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Re-Bridging Bayou St. John

The historic Magnolia Bridge over Bayou St. John has been closed to vehicles for decades but it still sees plenty of traffic. The iron span, a durable relic of the bayou’s history as a commercial waterway, serves as a daily gathering spot for neighbors out enjoying the bayou scenery and it’s been pressed into service as a makeshift venue for countless community events, commemorations and even a few weddings.
 
 But the bridge, sometimes colloquially called the Cabrini Bridge because of its location near Cabrini High School, has fallen victim to neglect, with rust and corrosion taking their tolls. In response, a new community effort called Re-Bridge is out to harness some of the good feelings people have for the bridge and the bayou in general to push for the structure’s rehabilitation.  

“This is a very important bridge not just to people in the neighborhood but to people all over the city,” says Rachel Dangermond, chair of the committee behind the Re-Bridge effort.  

Re-Bridge is raising local dollars to match federal transportation funds awarded for repairs to the bridge in 2011. They host a gala each fall, and in March the group held its second annual “Boilin’ for the Bridges,” a community crawfish boil and fundraiser for the project.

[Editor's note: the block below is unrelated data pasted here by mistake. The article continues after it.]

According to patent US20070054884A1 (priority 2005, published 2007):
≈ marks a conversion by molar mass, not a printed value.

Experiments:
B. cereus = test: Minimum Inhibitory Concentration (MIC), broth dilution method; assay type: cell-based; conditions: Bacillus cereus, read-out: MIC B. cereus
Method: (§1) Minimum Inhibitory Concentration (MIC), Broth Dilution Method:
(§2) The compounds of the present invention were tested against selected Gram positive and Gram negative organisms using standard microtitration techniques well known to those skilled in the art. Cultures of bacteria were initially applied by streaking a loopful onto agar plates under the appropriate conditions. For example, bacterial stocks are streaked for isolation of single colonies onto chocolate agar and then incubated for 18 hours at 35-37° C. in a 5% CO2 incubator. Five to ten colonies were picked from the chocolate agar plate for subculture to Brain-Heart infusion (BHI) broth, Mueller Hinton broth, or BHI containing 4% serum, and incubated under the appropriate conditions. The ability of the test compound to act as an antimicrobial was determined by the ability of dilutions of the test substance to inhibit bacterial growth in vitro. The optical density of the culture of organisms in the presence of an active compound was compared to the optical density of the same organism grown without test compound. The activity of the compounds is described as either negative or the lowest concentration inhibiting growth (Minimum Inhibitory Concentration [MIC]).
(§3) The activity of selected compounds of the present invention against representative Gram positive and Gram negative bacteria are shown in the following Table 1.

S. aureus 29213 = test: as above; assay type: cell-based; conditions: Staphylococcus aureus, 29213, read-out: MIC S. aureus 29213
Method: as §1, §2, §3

Re-Bridge is also working on restoration of the Dumaine Bridge, a short roadway span built nearby in 1951 that is also in need of repair. The group is working with City Hall for this part of the project.

The Magnolia Bridge dates to the late 19th century and Re-Bridge members believe it may be the oldest existing bridge in the city. Designed as a swing bridge, it could pivot at its center to allow passage of the commercial vessels, barges and houseboats that once plied the bayou waters. The bridge itself was built to handle heavy loads and it originally included a streetcar track.   

Re-Bridge members want to see the bridges repainted and receive needed structural repairs, and they want to add lighting and improve the pedestrian approaches to them.  

“We don’t want to change anything about the bridges, it’s about restoring them,” says Dangermond. “We’re also establishing a 20-year maintenance fund so it never gets to this point again.”

For details on the effort, see ReBridge.org.
 

 

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